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Tracking the weekend gloom – where’s the sun and where’s the cloud?

A very large high pressure system, also known as an anti-cyclone, is moving in across New Zealand from the Tasman Sea.

It has a fair bit of cloudy weather trapped under the centre – what is called “Anti-cyclonic gloom”.

As you can see from this 12noon satellite image courtesy of JMA our mountains and ranges are doing a good job (or bad, depending on which side you’re on!) of stopping the clouds.

Cloudy weather to the east of New Zealand is from the colder southerly flow that crossed New Zealand on Thursday and is slowly departing to the east.

On Sunday the centre of this large high crosses the North Island and this may mean the sunny skies some have today are replaced by increasing gloomy periods from the west, with little to no wind to blow it away.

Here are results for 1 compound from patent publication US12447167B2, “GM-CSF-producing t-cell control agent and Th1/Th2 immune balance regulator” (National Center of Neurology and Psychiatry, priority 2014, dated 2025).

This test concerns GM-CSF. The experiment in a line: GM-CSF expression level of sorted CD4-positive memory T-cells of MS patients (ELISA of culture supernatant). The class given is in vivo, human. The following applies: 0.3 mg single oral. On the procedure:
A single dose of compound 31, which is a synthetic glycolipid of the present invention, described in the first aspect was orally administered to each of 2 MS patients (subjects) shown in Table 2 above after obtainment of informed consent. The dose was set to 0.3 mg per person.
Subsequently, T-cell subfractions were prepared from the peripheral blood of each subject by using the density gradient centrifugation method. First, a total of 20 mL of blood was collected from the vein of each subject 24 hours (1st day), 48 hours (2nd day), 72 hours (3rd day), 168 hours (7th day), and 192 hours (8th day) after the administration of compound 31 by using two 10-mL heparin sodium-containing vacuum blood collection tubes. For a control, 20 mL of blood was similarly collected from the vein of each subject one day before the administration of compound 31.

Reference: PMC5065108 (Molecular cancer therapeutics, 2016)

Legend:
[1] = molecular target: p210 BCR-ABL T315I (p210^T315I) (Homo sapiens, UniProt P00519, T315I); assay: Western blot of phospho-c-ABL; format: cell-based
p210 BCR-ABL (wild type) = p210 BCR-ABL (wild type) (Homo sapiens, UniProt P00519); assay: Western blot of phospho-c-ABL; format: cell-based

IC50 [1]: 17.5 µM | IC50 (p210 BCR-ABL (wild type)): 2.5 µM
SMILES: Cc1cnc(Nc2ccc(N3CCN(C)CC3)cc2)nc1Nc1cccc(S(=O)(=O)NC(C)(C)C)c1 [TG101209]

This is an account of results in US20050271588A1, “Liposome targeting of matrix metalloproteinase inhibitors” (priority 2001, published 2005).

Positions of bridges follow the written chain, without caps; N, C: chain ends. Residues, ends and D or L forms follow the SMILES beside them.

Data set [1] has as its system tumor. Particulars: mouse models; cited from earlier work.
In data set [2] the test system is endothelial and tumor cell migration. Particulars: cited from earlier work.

If you’re wanting to wake up at 5am on Sunday to watch the possible meteor shower the cloudy areas will matter even more. Clearest skies are most likely to be through inland areas and those in the east of the country. Cloudiest looks likely to be moving in from the west.

– Noon image of New Zealand (Saturday) courtesy Japanese Meteorological Agency (JMA)

Sunday morning wind map shows the middle of the high crossing over northern North Island, bringing in some low cloud to the north and west while inland and eastern areas should be mostly sunny. / Weathermap



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